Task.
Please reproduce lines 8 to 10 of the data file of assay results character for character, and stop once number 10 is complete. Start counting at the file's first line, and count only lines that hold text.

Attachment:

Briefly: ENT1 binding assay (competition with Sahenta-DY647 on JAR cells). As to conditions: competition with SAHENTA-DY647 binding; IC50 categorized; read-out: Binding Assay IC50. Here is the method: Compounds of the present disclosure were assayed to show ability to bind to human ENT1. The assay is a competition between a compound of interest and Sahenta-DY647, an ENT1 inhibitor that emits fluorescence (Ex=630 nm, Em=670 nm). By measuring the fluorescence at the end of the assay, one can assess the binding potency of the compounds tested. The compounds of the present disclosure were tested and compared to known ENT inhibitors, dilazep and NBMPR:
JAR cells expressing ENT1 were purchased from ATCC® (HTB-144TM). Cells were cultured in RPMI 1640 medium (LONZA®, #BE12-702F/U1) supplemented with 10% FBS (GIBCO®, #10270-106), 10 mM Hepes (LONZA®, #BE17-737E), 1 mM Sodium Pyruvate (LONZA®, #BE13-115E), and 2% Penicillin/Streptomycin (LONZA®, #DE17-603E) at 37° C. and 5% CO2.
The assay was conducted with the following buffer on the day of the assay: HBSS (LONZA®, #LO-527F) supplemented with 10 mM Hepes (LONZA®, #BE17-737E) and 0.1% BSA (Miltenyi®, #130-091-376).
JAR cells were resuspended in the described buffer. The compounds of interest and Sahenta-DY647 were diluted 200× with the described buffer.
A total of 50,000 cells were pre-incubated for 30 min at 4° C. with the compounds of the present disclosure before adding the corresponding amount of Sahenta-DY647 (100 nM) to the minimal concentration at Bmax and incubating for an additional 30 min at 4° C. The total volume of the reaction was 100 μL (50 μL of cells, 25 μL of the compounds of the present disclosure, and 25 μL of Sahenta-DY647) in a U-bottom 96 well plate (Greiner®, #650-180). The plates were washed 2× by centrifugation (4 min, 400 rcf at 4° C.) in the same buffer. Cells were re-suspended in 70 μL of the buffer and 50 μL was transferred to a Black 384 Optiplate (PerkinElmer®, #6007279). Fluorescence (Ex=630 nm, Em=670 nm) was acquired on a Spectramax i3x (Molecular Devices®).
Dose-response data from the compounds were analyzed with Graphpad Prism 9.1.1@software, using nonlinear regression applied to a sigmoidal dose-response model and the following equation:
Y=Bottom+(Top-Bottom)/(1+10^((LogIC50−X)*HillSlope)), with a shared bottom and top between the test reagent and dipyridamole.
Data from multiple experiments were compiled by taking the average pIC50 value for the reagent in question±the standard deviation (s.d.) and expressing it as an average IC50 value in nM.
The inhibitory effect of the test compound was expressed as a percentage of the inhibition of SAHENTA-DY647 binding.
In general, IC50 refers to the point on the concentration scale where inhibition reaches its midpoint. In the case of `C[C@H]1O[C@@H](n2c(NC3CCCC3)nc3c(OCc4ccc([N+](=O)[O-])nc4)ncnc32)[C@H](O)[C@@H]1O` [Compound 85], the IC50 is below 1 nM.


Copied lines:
Data from multiple experiments were compiled by taking the average pIC50 value for the reagent in question±the standard deviation (s.d.) and expressing it as an average IC50 value in nM.
The inhibitory effect of the test compound was expressed as a percentage of the inhibition of SAHENTA-DY647 binding.
In general, IC50 refers to the point on the concentration scale where inhibition reaches its midpoint. In the case of `C[C@H]1O[C@@H](n2c(NC3CCCC3)nc3c(OCc4ccc([N+](=O)[O-])nc4)ncnc32)[C@H](O)[C@@H]1O` [Compound 85], the IC50 is below 1 nM.